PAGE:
But it should be called "Mutation" instead. Evolution
is basically the long-term effect of natural selection. Animals
with certain traits are more likely to survive than others. The
genes of an individual creature have no biological imperative to
"evolve." They just want to replicate themselves. There
is no map in our genes that we can use to predict how we will look
in 5000 years. It's this type of lobotomized science that allowed
Captain Janeway from Star Trek: Voyager to "evolve"
into a big lizard and mate with one of the male crewmembers.
it's just a movie, I know. Maybe the ooze that lands on our planet
contains the genetic memories of every species in its home planet's
history. Or whatever.
One other thing:
I can maybe buy that the boneheaded government doesn't bother to
pretest its proposed "solution" to the alien problem,
but neither, evidently, do the scientists, who are supposed to be
smarter than that.
But in spite
of all this, Evolution still has more believable (and more
interesting) science than many serious sci-fi movies (or the average
episode of Seven Days).
definitely shows that Ivan Reitman's summer camp sensibilities haven't
changed all that much since Meatballs.
There is plenty
of crude gutter-brain humor. But PG-13 gross-out gags seem almost
tasteful after you've subjected yourself to Scary Movie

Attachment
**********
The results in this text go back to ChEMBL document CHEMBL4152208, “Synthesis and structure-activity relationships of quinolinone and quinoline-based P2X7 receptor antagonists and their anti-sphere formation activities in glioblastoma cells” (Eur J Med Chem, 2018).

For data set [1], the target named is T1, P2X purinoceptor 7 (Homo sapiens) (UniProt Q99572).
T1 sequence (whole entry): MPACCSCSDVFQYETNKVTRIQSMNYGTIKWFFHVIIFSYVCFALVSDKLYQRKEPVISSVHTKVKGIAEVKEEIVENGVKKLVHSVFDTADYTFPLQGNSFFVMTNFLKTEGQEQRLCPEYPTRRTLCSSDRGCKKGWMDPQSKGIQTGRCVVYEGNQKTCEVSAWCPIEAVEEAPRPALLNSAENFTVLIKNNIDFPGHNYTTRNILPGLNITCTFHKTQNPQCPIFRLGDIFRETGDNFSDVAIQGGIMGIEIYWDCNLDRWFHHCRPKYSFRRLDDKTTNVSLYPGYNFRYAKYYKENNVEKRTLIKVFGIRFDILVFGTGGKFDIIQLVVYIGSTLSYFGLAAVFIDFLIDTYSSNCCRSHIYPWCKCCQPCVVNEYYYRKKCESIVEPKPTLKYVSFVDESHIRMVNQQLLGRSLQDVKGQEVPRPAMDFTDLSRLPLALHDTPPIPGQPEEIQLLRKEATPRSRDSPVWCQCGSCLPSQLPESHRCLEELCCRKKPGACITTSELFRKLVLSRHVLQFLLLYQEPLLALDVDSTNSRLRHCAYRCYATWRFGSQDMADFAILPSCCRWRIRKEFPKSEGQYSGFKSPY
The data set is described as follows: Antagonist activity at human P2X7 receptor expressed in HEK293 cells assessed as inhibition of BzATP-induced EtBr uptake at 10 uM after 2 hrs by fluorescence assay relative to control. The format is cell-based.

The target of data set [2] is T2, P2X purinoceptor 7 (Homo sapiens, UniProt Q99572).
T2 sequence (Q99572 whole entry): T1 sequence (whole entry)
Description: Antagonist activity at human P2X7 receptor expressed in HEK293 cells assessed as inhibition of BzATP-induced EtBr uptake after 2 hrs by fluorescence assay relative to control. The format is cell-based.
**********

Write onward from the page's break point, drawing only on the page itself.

and Me, Myself, and Irene. In fact, I found myself laughing
out loud at the crudest scene, in which a mosquito-looking critter
gets under Orlando Jones' skin (I can still hear Julianne Moore
cooing, "You're very brave."). They say that, psychologically,
a large part of laugh response to physical humor is an expression
of relief that it's not happening to us. That's certainly true here.
(A bit of trivia. In the television previews, the doctor says, "It's
moving toward his crotch." In the theater previews, he says,
"It's moving toward his butt," and in the movie itself,
he says, "It's moving toward his testicles." I'd love
to have heard the conversations during the meeting where they made
these command decisions.)
effects supervisor for Evolution was Phil Tippett, who's
worked on effects for Coneheads, Jurassic Park, Robocop,
Starship Troopers, Willow, and Dragonslayer.
The monsters in Evolution don't disappoint, particularly
if you enjoy the whimsical aesthetic (think Return of the Jedi
and TV's Farscape) in which creatures can be funny,
beautiful, gross, and scary, all at the same time. However, as in
The Haunting (which Phil Tippett and his studio also did
work for) the integration of CGI with human actors is not always
up to snuff. Some scenes are startling real, and others have a sort
of fuzzy line of demarcation between actor and effect (especially
when the scientists are battling
what is that they are battling,
? the creature from Akira
And, as is
the case with so many movies (Men in Black, The Mummy
Returns, The Haunting, and countless others) the whizbang
pull-out-all-the-stops effects-laden finale turns out to be not
nearly as interesting (and, in this case, also not nearly as funny)
as the events leading up to it.
But the last
15 seconds will make it hard for you not to leave with a smile on